* * *

Today’s Fear & Greed Index: 56 Greed (previous close: 59 Greed) [CNN]. One week ago: 60 (Greed). (0 is Extreme Fear; 100 is Extreme Greed). Last updated Sep 11 at 12:37pm. Where is the Greed of yesterweek?

The Biosphere

“Cascading Risks of COVID-19 Resurgence During an Active 2020 Atlantic Hurricane Season” [JAMA]. “Population protection from hurricane hazards revolves around evacuation and sheltering (ie, transporting and gathering people together in groups). In contrast, effective approaches to slow the spread of COVID-19 are physical distancing and stay-at-home orders (ie, separating and keeping people apart). The inherent incompatibility of these strategies can exacerbate harm in 2 ways. First, when COVID-19 is actively circulating in the community, citizens may fail to heed evacuation orders, increasing the risk of severe injuries and drowning from direct exposure to hurricane hazards that will require emergency rescues and care in already over-full health care facilities. Second, based on the evolving understanding of the transmissibility of COVID-19, asymptomatic persons who are infected and actively shedding virus may transmit COVID-19 to others during the course of evacuation and sheltering because community members are placed in close proximity in congregate or household settings, and may remain confined indoors for an extended duration.” • What do readers in on the Gulf and East Coasts think?

Health Care

“China Starts Testing Covid-19 Nasal Spray Vaccine” [Bloomberg]. “The newest Covid-19 vaccine candidate to start human testing is the first where volunteers won’t get a painful injection. Instead, they’ll receive a spray through the nose. China on Wednesday approved phase I human testing for the nasal spray vaccine, which is co-developed by researchers at Xiamen University and Hong Kong University, as well as by vaccine maker Beijing Wantai Biological Pharmacy Enterprise Co. Intranasal spray has previously been developed as a vaccine for the flu and is recommended for use among children and adults who want to avoid the more common needle injection. While it is not the most frequent choice for delivery, scientists around the world are working to develop sprays as an alternative to muscle jabs for all sorts of vaccines.”

“Speak softly to scatter fewer coronavirus particles, say researchers” [Straits Times]. “More quiet zones in high-risk indoor spaces, such as hospitals and restaurants, could help to cut coronavirus contagion risks, researchers have said, after a study showed that lowering speaking volume can reduce the spread of the disease. In efforts to rein in transmission, a reduction of 6 decibels in average speech levels can have the same effect as doubling a room’s ventilation, scientists said on Wednesday (Sept 9), in an advance copy of a paper detailing their study. ‘The results suggest that public health authorities should consider implementing ‘quiet zones’ in high-risk indoor environments, such as hospital waiting rooms or dining facilities,’ wrote the six researchers from the University of California, Davis.” • Another victory for introverts…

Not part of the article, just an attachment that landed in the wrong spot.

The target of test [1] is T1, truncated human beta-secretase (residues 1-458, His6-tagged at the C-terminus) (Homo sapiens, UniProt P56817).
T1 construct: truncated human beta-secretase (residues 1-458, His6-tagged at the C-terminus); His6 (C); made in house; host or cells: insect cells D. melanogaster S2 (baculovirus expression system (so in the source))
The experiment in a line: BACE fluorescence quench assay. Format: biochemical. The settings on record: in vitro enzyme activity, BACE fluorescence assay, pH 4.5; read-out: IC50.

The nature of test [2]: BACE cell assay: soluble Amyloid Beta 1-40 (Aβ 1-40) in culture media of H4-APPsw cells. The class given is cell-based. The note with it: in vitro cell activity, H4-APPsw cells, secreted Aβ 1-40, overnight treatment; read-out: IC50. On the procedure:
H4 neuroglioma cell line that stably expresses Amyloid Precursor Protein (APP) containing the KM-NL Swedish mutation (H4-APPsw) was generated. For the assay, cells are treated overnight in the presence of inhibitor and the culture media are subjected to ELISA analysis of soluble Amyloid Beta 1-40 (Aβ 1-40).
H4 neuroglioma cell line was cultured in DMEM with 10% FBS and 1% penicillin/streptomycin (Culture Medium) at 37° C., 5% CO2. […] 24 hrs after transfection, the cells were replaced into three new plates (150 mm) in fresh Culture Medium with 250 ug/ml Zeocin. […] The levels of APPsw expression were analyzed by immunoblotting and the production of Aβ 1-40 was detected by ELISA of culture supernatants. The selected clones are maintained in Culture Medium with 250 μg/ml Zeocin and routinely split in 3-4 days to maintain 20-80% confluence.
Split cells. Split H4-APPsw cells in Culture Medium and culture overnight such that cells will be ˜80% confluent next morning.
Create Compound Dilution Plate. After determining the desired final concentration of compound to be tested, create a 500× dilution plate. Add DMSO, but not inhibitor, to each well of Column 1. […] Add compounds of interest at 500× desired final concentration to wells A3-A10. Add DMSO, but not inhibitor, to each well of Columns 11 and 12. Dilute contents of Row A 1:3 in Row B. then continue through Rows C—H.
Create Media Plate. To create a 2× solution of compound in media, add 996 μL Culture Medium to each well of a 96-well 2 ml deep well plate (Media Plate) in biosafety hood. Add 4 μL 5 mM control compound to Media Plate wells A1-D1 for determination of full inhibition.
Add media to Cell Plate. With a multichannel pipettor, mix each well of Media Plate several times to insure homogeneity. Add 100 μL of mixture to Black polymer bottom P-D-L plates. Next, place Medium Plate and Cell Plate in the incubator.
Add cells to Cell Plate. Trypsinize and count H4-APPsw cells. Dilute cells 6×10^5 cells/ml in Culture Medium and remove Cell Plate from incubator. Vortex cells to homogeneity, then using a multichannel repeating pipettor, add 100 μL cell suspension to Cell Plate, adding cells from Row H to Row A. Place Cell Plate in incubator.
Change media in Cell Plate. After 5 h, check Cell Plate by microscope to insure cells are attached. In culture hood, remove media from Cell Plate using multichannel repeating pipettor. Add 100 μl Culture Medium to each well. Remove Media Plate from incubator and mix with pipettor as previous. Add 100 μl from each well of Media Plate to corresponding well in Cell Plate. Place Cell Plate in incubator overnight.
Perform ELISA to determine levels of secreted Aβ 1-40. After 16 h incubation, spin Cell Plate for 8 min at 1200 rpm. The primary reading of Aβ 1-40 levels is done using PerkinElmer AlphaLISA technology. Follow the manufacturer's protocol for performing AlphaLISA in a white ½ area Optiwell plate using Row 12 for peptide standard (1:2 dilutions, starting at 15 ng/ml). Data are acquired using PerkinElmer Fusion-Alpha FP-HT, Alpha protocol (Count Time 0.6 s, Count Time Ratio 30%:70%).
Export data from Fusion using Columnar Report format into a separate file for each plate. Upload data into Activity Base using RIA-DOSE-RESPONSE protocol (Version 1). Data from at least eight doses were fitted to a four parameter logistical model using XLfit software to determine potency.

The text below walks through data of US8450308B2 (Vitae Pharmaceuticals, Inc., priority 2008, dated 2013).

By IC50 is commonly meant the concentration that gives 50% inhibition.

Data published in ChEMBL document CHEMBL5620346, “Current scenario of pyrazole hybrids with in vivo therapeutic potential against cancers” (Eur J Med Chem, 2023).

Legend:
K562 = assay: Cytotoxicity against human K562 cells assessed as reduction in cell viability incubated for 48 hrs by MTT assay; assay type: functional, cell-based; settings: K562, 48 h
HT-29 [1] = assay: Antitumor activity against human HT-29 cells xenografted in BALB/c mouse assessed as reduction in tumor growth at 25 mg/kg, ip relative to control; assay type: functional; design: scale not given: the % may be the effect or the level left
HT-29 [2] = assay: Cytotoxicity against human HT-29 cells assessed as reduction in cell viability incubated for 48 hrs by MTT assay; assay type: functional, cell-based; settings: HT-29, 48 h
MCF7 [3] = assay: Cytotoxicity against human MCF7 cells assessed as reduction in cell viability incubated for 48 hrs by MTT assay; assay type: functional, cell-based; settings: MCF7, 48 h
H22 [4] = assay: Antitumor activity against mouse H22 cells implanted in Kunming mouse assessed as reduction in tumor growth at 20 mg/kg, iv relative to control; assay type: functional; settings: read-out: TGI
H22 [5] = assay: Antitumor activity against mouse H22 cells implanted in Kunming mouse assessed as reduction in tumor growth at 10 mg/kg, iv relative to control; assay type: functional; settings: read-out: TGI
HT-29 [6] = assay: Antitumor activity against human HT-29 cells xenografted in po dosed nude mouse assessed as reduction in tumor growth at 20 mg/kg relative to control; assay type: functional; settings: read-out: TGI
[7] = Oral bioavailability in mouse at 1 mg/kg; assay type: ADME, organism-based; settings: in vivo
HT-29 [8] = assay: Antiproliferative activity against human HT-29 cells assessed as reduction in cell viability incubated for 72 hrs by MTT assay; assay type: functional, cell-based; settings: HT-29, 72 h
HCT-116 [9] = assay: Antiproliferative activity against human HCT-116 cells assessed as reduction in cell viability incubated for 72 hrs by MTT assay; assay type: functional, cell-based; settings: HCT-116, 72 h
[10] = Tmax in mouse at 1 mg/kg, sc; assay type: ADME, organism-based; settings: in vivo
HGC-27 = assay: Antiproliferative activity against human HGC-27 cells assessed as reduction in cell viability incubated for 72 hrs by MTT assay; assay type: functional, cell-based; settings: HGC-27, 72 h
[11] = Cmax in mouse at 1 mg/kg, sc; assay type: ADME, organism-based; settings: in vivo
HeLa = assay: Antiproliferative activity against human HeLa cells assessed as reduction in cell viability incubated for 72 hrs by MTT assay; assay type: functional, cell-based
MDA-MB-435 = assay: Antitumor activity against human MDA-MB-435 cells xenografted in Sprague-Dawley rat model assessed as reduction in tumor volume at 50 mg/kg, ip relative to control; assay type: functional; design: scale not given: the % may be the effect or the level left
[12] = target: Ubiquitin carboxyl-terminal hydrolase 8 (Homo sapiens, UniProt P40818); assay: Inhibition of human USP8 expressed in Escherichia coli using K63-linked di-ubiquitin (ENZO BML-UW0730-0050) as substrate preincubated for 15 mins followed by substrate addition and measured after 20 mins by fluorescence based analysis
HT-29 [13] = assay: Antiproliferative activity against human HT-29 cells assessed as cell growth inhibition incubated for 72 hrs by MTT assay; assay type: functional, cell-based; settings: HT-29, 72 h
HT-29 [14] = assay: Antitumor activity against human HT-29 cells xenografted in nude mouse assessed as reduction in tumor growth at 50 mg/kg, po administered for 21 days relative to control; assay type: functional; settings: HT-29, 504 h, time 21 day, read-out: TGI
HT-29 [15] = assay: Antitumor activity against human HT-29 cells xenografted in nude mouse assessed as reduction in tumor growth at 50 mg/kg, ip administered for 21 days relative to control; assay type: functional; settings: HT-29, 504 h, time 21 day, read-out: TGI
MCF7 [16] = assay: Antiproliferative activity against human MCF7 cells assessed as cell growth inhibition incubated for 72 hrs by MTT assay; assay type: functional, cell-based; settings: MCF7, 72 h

Thought leader leading… where?

Since Slavitt opposes #MedicareForAll, it’s hard to know what his alternative is. Something overly complicated, presumably means-tested, with complex eligibility requirements, and preserving a role for the health insurance companies. I know! Germany — but without the regulation part!

Screening Room

“The people freaking out about ‘Cuties’ should try it. They might find a lot to like.” [Alyssa Rosenberg, WaPo]. “This is very much a film about what happens to kids when their parents aren’t physically or emotionally present in their lives. It’s highly skeptical of social media platforms and what sexualized mainstream culture teaches children about what behavior is normal or desirable. Though its characters post provocative dance videos and wear revealing costumes, “Cuties” doesn’t present their actions as liberated or admirable: Instead, the movie repeatedly shows other characters reacting with sadness or disgust when these girls try to act like grown women.” • Rosenberg gives a shout-out specifically to–

“Pretty Babies” [Rod Dreher, The American Conservative]. “The film centers around Amy, an 11-year-old girl living in immigrant housing in Paris. Her family is from Senegal, and are devout Muslims. When the film opens, her father has gone back to Senegal, and her mother is awaiting his return. We discover that he has gone to their homeland to take a second wife. Amy watches her mother grieve this, and try to be okay with it, because it is permitted in their traditional Islamic culture. An older Senegalese woman in the community, her “auntie,” is an enforcer of tradition. A Muslim would no doubt see this film differently, but I sympathized strongly with Amy’s rebellion against this cruel culture. The problem is that Amy has nobody to talk to about it. She falls in with some bad girls at school — bratty, highly sexualized kids who have formed an amateur dance troupe (The Cuties), and are trying to win a competition. Amy eventually wins acceptance in the group, and steals her cousin’s smartphone so she can become part of their culture. In what I think is the most important part of this movie — a theme that a better film could explore without descending into the filth it ostensibly criticizes — is the role that technology plays in corrupting these girls. There is no dirty old man who trains these kids to dress and act like sluts. They self-exploit through the smartphone and social media. Here’s a scene from when Amy is just beginning to hang out with the Cuties. They are in the girls’ bathroom at school. The Cuties are watching hardcore porn on a smartphone, and commenting on it in revolting detail.”

Black Injustice Tipping Point